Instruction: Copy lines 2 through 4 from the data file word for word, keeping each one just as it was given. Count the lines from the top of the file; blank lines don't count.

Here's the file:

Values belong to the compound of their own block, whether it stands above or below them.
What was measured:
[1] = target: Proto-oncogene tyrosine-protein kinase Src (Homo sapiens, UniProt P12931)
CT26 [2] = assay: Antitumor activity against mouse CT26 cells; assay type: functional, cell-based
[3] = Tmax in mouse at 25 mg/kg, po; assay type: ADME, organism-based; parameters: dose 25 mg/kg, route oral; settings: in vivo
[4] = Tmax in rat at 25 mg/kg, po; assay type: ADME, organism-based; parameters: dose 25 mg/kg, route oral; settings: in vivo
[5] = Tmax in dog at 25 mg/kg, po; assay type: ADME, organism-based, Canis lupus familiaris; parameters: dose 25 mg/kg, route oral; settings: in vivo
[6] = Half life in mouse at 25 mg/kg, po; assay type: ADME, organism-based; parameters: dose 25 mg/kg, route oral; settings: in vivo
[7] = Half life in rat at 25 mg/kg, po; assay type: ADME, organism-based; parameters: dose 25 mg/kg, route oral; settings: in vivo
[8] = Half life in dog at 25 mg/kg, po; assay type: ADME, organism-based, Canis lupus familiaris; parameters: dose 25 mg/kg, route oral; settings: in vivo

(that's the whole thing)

What was measured:
[1] = target: Proto-oncogene tyrosine-protein kinase Src (Homo sapiens, UniProt P12931)
CT26 [2] = assay: Antitumor activity against mouse CT26 cells; assay type: functional, cell-based